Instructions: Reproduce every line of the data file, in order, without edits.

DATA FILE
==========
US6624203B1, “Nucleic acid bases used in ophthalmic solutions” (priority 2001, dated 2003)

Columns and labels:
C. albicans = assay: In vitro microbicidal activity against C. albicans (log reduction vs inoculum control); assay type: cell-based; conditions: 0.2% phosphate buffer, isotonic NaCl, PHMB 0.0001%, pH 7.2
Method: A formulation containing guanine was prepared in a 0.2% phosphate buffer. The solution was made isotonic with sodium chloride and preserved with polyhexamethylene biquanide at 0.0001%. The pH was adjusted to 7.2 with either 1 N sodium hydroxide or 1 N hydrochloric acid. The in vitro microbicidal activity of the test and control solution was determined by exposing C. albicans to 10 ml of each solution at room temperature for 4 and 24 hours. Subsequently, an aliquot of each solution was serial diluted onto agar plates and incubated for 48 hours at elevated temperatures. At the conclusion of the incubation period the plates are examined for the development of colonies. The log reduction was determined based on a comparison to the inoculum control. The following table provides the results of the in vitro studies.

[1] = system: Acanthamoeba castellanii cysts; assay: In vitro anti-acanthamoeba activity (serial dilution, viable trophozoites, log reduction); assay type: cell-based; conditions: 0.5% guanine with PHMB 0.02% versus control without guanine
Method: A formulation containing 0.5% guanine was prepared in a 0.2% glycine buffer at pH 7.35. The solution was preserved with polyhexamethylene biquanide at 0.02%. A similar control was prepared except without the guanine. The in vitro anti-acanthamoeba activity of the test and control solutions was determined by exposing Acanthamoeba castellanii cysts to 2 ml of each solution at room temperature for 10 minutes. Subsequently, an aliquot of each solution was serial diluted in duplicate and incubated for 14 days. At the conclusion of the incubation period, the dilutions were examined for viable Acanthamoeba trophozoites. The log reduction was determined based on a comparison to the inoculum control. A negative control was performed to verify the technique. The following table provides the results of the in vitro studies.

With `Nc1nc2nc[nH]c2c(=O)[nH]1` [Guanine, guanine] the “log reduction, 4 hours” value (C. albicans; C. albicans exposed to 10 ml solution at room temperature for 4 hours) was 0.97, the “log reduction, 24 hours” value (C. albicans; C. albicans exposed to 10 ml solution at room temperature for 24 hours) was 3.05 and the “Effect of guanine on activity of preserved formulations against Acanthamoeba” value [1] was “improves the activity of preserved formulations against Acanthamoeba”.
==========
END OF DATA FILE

US6624203B1, “Nucleic acid bases used in ophthalmic solutions” (priority 2001, dated 2003)

Columns and labels:
C. albicans = assay: In vitro microbicidal activity against C. albicans (log reduction vs inoculum control); assay type: cell-based; conditions: 0.2% phosphate buffer, isotonic NaCl, PHMB 0.0001%, pH 7.2
Method: A formulation containing guanine was prepared in a 0.2% phosphate buffer. The solution was made isotonic with sodium chloride and preserved with polyhexamethylene biquanide at 0.0001%. The pH was adjusted to 7.2 with either 1 N sodium hydroxide or 1 N hydrochloric acid. The in vitro microbicidal activity of the test and control solution was determined by exposing C. albicans to 10 ml of each solution at room temperature for 4 and 24 hours. Subsequently, an aliquot of each solution was serial diluted onto agar plates and incubated for 48 hours at elevated temperatures. At the conclusion of the incubation period the plates are examined for the development of colonies. The log reduction was determined based on a comparison to the inoculum control. The following table provides the results of the in vitro studies.

[1] = system: Acanthamoeba castellanii cysts; assay: In vitro anti-acanthamoeba activity (serial dilution, viable trophozoites, log reduction); assay type: cell-based; conditions: 0.5% guanine with PHMB 0.02% versus control without guanine
Method: A formulation containing 0.5% guanine was prepared in a 0.2% glycine buffer at pH 7.35. The solution was preserved with polyhexamethylene biquanide at 0.02%. A similar control was prepared except without the guanine. The in vitro anti-acanthamoeba activity of the test and control solutions was determined by exposing Acanthamoeba castellanii cysts to 2 ml of each solution at room temperature for 10 minutes. Subsequently, an aliquot of each solution was serial diluted in duplicate and incubated for 14 days. At the conclusion of the incubation period, the dilutions were examined for viable Acanthamoeba trophozoites. The log reduction was determined based on a comparison to the inoculum control. A negative control was performed to verify the technique. The following table provides the results of the in vitro studies.

With `Nc1nc2nc[nH]c2c(=O)[nH]1` [Guanine, guanine] the “log reduction, 4 hours” value (C. albicans; C. albicans exposed to 10 ml solution at room temperature for 4 hours) was 0.97, the “log reduction, 24 hours” value (C. albicans; C. albicans exposed to 10 ml solution at room temperature for 24 hours) was 3.05 and the “Effect of guanine on activity of preserved formulations against Acanthamoeba” value [1] was “improves the activity of preserved formulations against Acanthamoeba”.